The Power of Point of View


  • Alicia Rasley

    Sorry I haven’t responded, all! Have been driving to Ft. Benning for our older boy’s graduation from basic training. It was very moving, but also amazing– he stood there for two hours in the son in that uniform and those pointy patent leather shoes! You have to understand– he wore nothing but sneakers till he was 16.

    Liz, I’m a lousy typist, so however bad the scanning is, it’s better than my typing. It’s interesting to see the mistakes of “translation”.

    Bethany, the self-promo is a real bear. I’m trying to do just one thing a week. There’s an unlimited supply of options, but no one actually knows what will work. “LUCK” is a big element!
    Carrie, yes, you’re right– it is really tedious. The most annoying part is deleting all the stray extra spaces that suddenly appear in the middle of words.

    Robena, and each format has different problems! The major publishers are having the same problems too– it’s just such painstaking work, and then you save and upload, and something else will go wrong. My husband did a couple books with photos, and he’s had a whole lot of trouble with that, especially the position of the picture on the page. A lot has to do with the fluidity of text on the “page” because you can set the font size. So if you make the font size better, suddenly a picture is on a new page, or “Chapter 4” starts at the bottom.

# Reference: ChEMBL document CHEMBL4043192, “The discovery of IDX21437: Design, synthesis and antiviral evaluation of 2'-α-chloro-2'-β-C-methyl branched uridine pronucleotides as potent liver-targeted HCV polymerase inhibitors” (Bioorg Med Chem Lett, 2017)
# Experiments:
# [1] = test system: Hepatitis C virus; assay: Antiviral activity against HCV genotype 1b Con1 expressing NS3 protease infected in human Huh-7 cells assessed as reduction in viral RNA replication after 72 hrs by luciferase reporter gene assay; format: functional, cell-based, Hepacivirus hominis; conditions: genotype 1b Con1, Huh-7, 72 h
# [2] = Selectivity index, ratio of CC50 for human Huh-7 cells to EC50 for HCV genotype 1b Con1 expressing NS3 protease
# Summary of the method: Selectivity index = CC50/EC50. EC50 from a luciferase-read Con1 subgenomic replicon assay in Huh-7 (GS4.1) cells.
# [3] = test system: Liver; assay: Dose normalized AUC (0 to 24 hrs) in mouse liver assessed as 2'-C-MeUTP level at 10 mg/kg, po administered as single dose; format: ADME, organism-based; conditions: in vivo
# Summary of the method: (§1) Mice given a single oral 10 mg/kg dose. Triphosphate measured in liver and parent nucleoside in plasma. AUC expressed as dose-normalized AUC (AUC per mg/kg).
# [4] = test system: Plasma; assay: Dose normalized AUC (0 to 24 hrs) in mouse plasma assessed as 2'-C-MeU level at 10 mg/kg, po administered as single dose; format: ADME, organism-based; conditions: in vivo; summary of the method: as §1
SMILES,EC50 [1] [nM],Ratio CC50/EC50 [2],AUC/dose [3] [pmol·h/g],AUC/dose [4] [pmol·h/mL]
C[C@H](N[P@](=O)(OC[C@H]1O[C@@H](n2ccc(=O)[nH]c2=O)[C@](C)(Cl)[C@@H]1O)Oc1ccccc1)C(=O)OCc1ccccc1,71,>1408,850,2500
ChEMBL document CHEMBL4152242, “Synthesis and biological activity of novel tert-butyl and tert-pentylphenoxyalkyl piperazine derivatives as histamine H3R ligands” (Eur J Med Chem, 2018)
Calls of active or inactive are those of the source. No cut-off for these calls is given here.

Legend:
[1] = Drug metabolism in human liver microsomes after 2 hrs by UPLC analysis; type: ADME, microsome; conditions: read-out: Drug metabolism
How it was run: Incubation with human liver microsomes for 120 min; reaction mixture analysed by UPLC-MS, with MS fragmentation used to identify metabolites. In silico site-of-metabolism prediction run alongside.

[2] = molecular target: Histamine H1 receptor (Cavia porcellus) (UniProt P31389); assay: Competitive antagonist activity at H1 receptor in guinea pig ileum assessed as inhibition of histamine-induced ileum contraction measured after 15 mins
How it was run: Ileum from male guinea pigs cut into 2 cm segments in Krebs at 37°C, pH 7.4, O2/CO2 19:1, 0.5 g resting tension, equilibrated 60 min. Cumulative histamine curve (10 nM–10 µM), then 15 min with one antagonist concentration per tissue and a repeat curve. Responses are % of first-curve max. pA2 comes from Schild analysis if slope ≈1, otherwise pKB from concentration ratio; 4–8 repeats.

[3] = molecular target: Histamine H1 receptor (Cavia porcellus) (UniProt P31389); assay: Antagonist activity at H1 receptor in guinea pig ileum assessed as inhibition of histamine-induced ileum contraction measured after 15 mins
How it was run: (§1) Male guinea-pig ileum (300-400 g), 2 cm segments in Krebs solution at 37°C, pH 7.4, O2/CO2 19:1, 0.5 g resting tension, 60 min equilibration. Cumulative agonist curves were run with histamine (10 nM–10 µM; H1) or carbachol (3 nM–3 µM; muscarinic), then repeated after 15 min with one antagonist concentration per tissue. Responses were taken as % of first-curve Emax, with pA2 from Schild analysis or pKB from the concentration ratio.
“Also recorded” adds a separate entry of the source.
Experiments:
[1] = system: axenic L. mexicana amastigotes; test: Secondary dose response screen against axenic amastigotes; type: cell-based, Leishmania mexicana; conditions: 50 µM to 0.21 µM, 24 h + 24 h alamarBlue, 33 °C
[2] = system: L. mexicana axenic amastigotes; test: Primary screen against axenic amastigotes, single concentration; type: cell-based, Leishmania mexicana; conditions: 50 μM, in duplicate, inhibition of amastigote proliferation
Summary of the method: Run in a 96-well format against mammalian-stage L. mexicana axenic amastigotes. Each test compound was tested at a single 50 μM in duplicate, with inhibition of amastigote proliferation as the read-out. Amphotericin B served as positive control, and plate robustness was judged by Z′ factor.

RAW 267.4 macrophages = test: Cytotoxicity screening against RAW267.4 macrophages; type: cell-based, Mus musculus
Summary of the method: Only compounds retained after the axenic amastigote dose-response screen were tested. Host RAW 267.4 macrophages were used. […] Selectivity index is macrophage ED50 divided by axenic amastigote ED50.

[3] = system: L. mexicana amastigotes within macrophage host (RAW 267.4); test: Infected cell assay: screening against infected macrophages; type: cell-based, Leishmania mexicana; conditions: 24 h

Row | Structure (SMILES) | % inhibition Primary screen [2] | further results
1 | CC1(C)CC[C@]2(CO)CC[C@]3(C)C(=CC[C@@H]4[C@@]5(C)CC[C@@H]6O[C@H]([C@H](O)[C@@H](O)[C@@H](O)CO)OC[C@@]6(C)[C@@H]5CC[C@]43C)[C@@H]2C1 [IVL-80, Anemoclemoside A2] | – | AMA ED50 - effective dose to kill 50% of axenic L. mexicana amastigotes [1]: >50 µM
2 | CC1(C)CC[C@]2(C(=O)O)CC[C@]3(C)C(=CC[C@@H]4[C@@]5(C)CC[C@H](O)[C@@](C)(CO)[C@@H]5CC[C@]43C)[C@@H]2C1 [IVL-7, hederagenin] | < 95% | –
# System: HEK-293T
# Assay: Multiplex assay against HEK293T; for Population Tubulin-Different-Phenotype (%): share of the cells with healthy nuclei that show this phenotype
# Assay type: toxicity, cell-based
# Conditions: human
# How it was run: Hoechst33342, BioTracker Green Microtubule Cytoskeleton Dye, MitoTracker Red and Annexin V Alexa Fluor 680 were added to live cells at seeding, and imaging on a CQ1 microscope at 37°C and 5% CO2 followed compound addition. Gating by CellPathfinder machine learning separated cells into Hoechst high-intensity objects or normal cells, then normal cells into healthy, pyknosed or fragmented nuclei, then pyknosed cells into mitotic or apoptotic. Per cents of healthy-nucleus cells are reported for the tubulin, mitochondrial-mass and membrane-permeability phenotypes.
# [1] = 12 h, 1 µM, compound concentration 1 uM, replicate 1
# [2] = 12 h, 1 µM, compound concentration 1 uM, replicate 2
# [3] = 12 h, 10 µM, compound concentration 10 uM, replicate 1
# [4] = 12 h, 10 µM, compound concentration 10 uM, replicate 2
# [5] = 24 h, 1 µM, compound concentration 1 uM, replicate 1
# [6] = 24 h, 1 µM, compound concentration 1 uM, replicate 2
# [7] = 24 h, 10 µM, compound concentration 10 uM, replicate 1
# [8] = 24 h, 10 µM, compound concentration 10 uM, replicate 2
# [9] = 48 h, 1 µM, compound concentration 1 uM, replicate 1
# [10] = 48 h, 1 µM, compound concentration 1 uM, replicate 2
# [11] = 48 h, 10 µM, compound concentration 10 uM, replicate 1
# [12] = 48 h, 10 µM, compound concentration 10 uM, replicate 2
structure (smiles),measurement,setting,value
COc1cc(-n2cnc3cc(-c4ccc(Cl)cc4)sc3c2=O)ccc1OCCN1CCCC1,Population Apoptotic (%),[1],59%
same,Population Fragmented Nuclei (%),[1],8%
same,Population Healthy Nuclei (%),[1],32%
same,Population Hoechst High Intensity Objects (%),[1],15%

• Liz Flaherty

    Wow, this is interesting, and–to me, at least–horrifying! I was thinking of just re-typing my book, because it needs to be brought up to date anyway, but am not sure that will be any easier.

    Looking forward to next week’s episode.

  • Carrie Trimble

    Um, ugh. My deepest sympathies on the brain cells lost to the scanning and editing process. 😉

    Thank you, though, for sharing this information. I’d call it enlightening but that seems to gloss over the tedium of the task.

  • robena grant

    Thanks for this explanation, Alicia. I knew it was hard to format for all of the different readers, but did not know how hard. : )

    This explains why there are many errors in e-pubbed books. I’ve found them frustrating to read, and to tell the truth, have stopped reading what I know are backlist or self-pubbed books because of that.

  • Bethany

    Wow! That’s a lot of work on the tech side before you even get to editing the “copy”!

    I never thought I’d want to go the indie route because of the formatting drudgery (and all the self promotion necessary) but after a couple of disappointing royalty statements, that option is looking better and better. I’m looking forward to reading your next posts on this topic.

    Best of luck!